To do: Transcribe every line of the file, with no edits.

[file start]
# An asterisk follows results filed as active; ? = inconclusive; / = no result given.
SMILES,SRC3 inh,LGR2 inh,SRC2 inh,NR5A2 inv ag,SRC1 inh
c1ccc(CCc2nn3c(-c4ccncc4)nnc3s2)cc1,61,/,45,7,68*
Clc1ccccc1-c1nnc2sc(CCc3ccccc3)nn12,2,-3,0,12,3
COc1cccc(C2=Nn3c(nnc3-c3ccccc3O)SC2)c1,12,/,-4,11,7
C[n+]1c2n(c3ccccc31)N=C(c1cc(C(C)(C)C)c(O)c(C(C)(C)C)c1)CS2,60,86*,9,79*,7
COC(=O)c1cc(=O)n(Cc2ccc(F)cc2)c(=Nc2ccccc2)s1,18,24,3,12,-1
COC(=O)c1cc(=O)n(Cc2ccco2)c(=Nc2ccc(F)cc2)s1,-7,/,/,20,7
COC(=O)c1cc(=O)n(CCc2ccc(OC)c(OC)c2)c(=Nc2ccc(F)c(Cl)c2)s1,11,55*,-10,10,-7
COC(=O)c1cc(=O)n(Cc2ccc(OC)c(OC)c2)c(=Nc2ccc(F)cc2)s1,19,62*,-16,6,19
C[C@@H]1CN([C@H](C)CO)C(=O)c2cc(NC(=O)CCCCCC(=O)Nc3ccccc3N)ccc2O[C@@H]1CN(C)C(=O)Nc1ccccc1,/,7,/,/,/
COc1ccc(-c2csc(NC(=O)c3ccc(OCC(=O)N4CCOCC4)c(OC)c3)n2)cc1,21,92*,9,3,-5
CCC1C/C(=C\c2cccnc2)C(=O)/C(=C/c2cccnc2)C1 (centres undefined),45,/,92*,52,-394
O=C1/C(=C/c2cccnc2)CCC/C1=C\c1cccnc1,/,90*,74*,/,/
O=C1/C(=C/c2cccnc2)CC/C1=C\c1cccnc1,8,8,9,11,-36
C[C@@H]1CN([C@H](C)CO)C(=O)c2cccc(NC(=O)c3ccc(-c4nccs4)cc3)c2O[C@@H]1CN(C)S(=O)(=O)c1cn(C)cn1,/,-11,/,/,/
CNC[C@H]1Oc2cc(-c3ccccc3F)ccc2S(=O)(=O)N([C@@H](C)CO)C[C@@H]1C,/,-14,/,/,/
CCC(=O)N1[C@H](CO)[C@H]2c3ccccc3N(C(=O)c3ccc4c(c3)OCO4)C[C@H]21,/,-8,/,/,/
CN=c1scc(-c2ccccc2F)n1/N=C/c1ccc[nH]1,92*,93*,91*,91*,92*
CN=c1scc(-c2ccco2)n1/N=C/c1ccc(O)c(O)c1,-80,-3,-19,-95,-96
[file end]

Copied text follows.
# An asterisk follows results filed as active; ? = inconclusive; / = no result given.
SMILES,SRC3 inh,LGR2 inh,SRC2 inh,NR5A2 inv ag,SRC1 inh
c1ccc(CCc2nn3c(-c4ccncc4)nnc3s2)cc1,61,/,45,7,68*
Clc1ccccc1-c1nnc2sc(CCc3ccccc3)nn12,2,-3,0,12,3
COc1cccc(C2=Nn3c(nnc3-c3ccccc3O)SC2)c1,12,/,-4,11,7
C[n+]1c2n(c3ccccc31)N=C(c1cc(C(C)(C)C)c(O)c(C(C)(C)C)c1)CS2,60,86*,9,79*,7
COC(=O)c1cc(=O)n(Cc2ccc(F)cc2)c(=Nc2ccccc2)s1,18,24,3,12,-1
COC(=O)c1cc(=O)n(Cc2ccco2)c(=Nc2ccc(F)cc2)s1,-7,/,/,20,7
COC(=O)c1cc(=O)n(CCc2ccc(OC)c(OC)c2)c(=Nc2ccc(F)c(Cl)c2)s1,11,55*,-10,10,-7
COC(=O)c1cc(=O)n(Cc2ccc(OC)c(OC)c2)c(=Nc2ccc(F)cc2)s1,19,62*,-16,6,19
C[C@@H]1CN([C@H](C)CO)C(=O)c2cc(NC(=O)CCCCCC(=O)Nc3ccccc3N)ccc2O[C@@H]1CN(C)C(=O)Nc1ccccc1,/,7,/,/,/
COc1ccc(-c2csc(NC(=O)c3ccc(OCC(=O)N4CCOCC4)c(OC)c3)n2)cc1,21,92*,9,3,-5
CCC1C/C(=C\c2cccnc2)C(=O)/C(=C/c2cccnc2)C1 (centres undefined),45,/,92*,52,-394
O=C1/C(=C/c2cccnc2)CCC/C1=C\c1cccnc1,/,90*,74*,/,/
O=C1/C(=C/c2cccnc2)CC/C1=C\c1cccnc1,8,8,9,11,-36
C[C@@H]1CN([C@H](C)CO)C(=O)c2cccc(NC(=O)c3ccc(-c4nccs4)cc3)c2O[C@@H]1CN(C)S(=O)(=O)c1cn(C)cn1,/,-11,/,/,/
CNC[C@H]1Oc2cc(-c3ccccc3F)ccc2S(=O)(=O)N([C@@H](C)CO)C[C@@H]1C,/,-14,/,/,/
CCC(=O)N1[C@H](CO)[C@H]2c3ccccc3N(C(=O)c3ccc4c(c3)OCO4)C[C@H]21,/,-8,/,/,/
CN=c1scc(-c2ccccc2F)n1/N=C/c1ccc[nH]1,92*,93*,91*,91*,92*
CN=c1scc(-c2ccco2)n1/N=C/c1ccc(O)c(O)c1,-80,-3,-19,-95,-96